Smart Agriculture Technologies in Sub-Saharan Africa – A Review

Authors:Richard Kombat 1,2,* , Paolo Sarfatti 1 and Oluwole Abiodun Fatunbi 1

1 Forum for Agricultural Research in Africa, No. 9 Flower Avenue New Achimota Mile 7,Accra PMB CT 173, Ghana; (P.S.); (O.A.F.)2 Faculty of Agriculture, University for Development Studies, Tamale P.O. Box TL 1882, Ghana* Correspondence:; Tel.: +233-203-835775.


Climate change is a major constraint to the progress of Africa’s agriculture, food, andnutrition security; its effect is tied to geographical position and driven by the limited adaptivecapacity of the agricultural households. The most vulnerable stakeholder group are the smallholderfarming households with limited resources and knowledge of adaptation and mitigation techniques.Sub-Saharan Africa owns more than 60% of the world’s arable land with over 85% of the farmersbeing smallholder farmers, who are predisposed to various risks. This paper analyzes the adoptionof climate-smart agriculture (CSA) processes and technologies by smallholder farming households inSub-Saharan Africa. The study used mixed methods and an integrative literature review. This reviewindicated that the knowledge of CSA technologies by smallholder farmers in Africa is increasing and,thus, concerted efforts to continuously generate CSA technology would contribute to the desiredpositive outcome. To accelerate the pace of adoption and use of the technologies, the linkage offarmers, researchers, and extension practitioners is needed. Measures should also be put in place toensure that CSA actions are implemented using bottom-up approaches.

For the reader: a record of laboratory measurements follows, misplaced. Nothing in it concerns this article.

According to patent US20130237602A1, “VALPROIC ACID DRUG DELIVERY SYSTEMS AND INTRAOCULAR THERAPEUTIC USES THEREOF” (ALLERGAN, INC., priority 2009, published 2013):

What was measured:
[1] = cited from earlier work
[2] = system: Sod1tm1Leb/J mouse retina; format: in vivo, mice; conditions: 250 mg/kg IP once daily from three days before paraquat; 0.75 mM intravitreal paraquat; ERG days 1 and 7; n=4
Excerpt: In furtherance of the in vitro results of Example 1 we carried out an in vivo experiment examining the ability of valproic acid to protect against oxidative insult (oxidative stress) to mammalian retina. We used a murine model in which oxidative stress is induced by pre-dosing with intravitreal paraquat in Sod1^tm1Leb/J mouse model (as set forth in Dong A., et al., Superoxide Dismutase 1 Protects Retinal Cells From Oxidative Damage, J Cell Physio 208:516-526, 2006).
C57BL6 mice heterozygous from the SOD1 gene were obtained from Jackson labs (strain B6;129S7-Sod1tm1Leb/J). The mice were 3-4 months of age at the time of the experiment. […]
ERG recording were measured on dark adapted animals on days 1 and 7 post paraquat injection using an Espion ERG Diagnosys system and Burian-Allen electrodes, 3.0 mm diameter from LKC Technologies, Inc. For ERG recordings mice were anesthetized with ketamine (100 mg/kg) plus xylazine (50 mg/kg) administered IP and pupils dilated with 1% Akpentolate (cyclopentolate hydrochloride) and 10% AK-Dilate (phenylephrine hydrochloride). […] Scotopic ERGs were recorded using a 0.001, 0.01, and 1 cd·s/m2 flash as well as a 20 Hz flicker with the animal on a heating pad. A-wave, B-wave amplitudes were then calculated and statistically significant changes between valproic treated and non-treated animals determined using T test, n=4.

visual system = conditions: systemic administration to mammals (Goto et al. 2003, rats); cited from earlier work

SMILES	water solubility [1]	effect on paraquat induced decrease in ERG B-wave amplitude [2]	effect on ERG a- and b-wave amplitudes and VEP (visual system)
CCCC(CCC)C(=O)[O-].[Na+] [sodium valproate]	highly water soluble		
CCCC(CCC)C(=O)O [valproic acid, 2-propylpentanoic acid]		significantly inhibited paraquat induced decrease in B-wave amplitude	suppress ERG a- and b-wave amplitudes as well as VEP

Keywords: smallholder farming household; climate-smart agriculture; technologies; adaptation;food security; Sub-Saharan Africa; biennial climate-smart agricultural stakeholders conference; SDGs.

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